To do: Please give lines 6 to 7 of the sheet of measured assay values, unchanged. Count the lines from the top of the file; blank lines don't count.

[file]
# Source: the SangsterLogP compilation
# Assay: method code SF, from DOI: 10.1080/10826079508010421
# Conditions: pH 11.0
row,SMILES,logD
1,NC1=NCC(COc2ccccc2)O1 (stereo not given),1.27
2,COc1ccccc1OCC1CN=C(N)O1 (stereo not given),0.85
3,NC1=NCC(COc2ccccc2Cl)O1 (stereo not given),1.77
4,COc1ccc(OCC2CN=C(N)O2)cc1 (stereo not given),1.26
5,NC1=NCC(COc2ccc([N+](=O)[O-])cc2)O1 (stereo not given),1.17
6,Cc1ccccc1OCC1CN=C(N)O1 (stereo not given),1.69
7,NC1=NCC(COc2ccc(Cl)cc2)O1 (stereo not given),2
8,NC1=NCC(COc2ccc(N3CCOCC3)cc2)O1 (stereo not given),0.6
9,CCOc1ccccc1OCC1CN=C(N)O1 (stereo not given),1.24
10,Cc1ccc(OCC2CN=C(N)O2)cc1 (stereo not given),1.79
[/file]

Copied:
2,COc1ccccc1OCC1CN=C(N)O1 (stereo not given),0.85
3,NC1=NCC(COc2ccccc2Cl)O1 (stereo not given),1.77